Moscow: “I’m an American!” A young Russian named Neurolera exclaimed in English on the popular video-sharing app TikTok. She explained how to impersonate a tourist to avoid being arrested in street demonstrations.
Her video — published ahead of rallies planned in support of jailed Kremlin critic Alexei Navalny — has been viewed more than 500,000 times while videos demanding Navalny’s release garnered hundreds of millions of views on the platform.
In Russia, where state-controlled media outlets co-exist in stark contrast with online platforms popular among the opposition, authorities have ramped up efforts to contain and even replace sites that are seen as a threat.
YouTube has become the main news source for many young Russians. The videos of Internet star Yuri Dud or Navalny, an anti-corruption campaigner known for interviews with celebrities, are gaining more and more success.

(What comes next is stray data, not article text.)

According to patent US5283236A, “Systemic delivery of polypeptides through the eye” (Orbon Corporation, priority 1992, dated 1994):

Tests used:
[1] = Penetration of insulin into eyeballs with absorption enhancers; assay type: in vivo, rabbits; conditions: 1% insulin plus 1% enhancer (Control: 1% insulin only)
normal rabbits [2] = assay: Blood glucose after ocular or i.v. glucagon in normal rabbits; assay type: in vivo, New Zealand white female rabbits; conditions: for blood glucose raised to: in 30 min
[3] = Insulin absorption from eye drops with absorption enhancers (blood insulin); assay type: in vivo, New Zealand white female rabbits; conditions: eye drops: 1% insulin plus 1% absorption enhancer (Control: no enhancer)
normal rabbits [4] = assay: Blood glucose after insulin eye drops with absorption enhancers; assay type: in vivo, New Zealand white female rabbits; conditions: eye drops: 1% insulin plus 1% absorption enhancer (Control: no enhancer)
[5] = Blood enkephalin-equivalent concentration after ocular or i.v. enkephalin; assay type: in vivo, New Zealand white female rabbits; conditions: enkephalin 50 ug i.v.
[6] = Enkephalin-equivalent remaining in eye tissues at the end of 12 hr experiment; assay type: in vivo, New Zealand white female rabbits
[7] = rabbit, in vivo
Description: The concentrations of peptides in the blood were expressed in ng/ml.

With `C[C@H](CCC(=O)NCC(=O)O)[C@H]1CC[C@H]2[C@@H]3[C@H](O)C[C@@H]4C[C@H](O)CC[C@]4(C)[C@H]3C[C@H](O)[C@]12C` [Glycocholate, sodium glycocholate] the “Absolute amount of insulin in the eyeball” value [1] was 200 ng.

Soon after Navani’s arrest, his team conducted a two-hour investigation into a luxurious palace on the Black Sea that was allegedly owned by Russian President Vladimir Putin. Since its release on Tuesday, the video has been viewed more than 60 million times on YouTube.
Russian authorities have in recent years started tightening the “Runet” (Russian segment of the Internet) in the name of fighting extremism, terrorism and protecting minors.
In 2019, Russia passed a law for the development of “sovereign internet” aimed at isolating the Runet from the worldwide web, a move activists fear will tighten government control of cyberspace and stifle free speech.